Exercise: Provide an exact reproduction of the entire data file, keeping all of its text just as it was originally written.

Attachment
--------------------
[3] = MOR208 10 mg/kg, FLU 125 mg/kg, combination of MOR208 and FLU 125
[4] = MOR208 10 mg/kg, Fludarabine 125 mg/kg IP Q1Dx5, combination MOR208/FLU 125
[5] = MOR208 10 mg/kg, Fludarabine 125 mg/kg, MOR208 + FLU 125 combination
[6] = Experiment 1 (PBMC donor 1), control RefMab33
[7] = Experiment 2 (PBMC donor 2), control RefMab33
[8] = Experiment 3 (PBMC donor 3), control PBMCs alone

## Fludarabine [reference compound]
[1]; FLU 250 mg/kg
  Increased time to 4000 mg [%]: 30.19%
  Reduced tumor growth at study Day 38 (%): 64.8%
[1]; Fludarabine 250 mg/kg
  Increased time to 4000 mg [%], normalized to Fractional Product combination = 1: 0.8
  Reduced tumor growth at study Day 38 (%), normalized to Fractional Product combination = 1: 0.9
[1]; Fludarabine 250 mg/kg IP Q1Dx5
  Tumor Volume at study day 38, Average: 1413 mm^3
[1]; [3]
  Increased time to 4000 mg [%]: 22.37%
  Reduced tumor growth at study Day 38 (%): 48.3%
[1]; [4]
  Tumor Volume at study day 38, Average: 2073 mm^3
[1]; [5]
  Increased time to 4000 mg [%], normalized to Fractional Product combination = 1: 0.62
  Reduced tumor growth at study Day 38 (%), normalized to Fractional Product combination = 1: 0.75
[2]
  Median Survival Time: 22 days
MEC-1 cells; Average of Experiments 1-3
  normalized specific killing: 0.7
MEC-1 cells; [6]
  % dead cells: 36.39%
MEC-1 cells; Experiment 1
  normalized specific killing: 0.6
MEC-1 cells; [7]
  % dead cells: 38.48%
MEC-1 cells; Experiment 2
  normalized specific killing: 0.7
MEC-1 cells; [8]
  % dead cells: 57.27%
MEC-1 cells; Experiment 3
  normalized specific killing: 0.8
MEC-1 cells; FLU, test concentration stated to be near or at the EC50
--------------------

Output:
[3] = MOR208 10 mg/kg, FLU 125 mg/kg, combination of MOR208 and FLU 125
[4] = MOR208 10 mg/kg, Fludarabine 125 mg/kg IP Q1Dx5, combination MOR208/FLU 125
[5] = MOR208 10 mg/kg, Fludarabine 125 mg/kg, MOR208 + FLU 125 combination
[6] = Experiment 1 (PBMC donor 1), control RefMab33
[7] = Experiment 2 (PBMC donor 2), control RefMab33
[8] = Experiment 3 (PBMC donor 3), control PBMCs alone

## Fludarabine [reference compound]
[1]; FLU 250 mg/kg
  Increased time to 4000 mg [%]: 30.19%
  Reduced tumor growth at study Day 38 (%): 64.8%
[1]; Fludarabine 250 mg/kg
  Increased time to 4000 mg [%], normalized to Fractional Product combination = 1: 0.8
  Reduced tumor growth at study Day 38 (%), normalized to Fractional Product combination = 1: 0.9
[1]; Fludarabine 250 mg/kg IP Q1Dx5
  Tumor Volume at study day 38, Average: 1413 mm^3
[1]; [3]
  Increased time to 4000 mg [%]: 22.37%
  Reduced tumor growth at study Day 38 (%): 48.3%
[1]; [4]
  Tumor Volume at study day 38, Average: 2073 mm^3
[1]; [5]
  Increased time to 4000 mg [%], normalized to Fractional Product combination = 1: 0.62
  Reduced tumor growth at study Day 38 (%), normalized to Fractional Product combination = 1: 0.75
[2]
  Median Survival Time: 22 days
MEC-1 cells; Average of Experiments 1-3
  normalized specific killing: 0.7
MEC-1 cells; [6]
  % dead cells: 36.39%
MEC-1 cells; Experiment 1
  normalized specific killing: 0.6
MEC-1 cells; [7]
  % dead cells: 38.48%
MEC-1 cells; Experiment 2
  normalized specific killing: 0.7
MEC-1 cells; [8]
  % dead cells: 57.27%
MEC-1 cells; Experiment 3
  normalized specific killing: 0.8
MEC-1 cells; FLU, test concentration stated to be near or at the EC50